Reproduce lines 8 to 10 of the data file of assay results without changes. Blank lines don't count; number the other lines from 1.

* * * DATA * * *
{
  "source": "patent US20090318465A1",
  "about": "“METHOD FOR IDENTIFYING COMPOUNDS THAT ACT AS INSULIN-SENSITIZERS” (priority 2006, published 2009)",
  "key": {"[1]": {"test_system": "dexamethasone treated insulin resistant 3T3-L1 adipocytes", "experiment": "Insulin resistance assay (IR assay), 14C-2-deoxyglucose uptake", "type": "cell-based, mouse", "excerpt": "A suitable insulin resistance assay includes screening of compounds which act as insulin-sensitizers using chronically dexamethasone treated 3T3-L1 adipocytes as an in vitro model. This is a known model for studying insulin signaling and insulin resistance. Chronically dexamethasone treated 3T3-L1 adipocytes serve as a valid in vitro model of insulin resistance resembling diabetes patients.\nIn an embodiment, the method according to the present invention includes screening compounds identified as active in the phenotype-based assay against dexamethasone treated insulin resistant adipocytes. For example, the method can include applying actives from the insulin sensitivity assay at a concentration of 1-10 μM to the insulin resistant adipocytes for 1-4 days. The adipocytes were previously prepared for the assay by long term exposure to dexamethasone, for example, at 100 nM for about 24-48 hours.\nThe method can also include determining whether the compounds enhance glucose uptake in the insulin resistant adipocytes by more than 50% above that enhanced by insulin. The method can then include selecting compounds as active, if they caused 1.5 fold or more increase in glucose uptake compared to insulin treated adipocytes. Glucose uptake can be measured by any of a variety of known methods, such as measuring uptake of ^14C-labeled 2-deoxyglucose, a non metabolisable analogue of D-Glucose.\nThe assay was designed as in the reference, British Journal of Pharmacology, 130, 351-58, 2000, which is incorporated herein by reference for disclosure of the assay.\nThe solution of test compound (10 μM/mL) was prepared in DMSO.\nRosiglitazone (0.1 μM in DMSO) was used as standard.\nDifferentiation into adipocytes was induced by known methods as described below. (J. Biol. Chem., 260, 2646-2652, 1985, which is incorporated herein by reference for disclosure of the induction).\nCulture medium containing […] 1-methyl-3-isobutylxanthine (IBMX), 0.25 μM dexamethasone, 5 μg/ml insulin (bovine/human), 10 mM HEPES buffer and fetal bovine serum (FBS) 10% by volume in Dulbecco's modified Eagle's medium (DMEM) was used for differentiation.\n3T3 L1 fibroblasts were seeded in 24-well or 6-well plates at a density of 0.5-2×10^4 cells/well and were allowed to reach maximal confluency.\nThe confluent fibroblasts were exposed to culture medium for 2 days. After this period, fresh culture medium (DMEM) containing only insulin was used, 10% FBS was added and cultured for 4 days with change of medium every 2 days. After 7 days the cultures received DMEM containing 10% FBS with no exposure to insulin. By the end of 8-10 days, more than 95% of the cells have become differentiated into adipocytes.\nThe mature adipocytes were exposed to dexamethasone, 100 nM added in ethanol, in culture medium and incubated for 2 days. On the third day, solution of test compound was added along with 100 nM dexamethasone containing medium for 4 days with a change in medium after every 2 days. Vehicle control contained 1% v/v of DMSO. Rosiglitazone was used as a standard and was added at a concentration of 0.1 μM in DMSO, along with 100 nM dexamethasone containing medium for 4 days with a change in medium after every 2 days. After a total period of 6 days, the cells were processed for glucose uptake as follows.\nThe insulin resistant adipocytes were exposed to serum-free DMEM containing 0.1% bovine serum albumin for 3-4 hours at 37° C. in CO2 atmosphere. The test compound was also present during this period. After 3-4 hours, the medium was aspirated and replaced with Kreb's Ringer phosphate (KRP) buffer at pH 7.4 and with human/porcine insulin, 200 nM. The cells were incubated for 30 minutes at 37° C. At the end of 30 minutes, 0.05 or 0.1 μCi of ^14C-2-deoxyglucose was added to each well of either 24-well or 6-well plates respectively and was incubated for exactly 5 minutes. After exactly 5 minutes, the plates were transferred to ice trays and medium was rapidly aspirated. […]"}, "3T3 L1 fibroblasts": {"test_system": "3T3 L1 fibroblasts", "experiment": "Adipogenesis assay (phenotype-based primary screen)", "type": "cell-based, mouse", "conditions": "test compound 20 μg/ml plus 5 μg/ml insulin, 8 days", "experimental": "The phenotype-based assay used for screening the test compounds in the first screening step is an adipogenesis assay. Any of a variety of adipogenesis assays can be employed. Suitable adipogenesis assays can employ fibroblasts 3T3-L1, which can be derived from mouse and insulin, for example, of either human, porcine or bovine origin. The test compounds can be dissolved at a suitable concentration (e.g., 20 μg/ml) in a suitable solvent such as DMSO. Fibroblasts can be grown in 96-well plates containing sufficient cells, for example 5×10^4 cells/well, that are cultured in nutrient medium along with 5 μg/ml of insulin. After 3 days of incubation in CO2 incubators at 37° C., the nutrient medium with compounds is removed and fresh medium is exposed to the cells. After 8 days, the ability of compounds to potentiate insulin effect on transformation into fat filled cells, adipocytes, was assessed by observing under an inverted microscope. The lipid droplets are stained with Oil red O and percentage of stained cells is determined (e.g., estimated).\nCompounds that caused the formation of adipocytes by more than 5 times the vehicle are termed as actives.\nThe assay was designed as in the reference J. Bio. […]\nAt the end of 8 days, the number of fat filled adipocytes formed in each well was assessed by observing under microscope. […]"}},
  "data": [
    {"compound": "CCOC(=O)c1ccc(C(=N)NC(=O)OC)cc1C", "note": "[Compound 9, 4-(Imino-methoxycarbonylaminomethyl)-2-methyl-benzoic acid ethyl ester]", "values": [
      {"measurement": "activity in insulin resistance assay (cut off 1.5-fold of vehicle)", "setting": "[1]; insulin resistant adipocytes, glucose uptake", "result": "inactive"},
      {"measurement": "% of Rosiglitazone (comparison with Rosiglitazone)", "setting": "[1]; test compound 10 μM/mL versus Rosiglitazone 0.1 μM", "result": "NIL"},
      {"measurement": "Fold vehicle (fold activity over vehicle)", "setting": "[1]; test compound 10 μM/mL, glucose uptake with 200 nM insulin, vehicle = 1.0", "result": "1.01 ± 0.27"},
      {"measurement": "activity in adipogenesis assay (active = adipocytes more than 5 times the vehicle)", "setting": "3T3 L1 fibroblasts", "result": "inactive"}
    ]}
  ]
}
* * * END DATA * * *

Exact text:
      {"measurement": "% of Rosiglitazone (comparison with Rosiglitazone)", "setting": "[1]; test compound 10 μM/mL versus Rosiglitazone 0.1 μM", "result": "NIL"},
      {"measurement": "Fold vehicle (fold activity over vehicle)", "setting": "[1]; test compound 10 μM/mL, glucose uptake with 200 nM insulin, vehicle = 1.0", "result": "1.01 ± 0.27"},
      {"measurement": "activity in adipogenesis assay (active = adipocytes more than 5 times the vehicle)", "setting": "3T3 L1 fibroblasts", "result": "inactive"}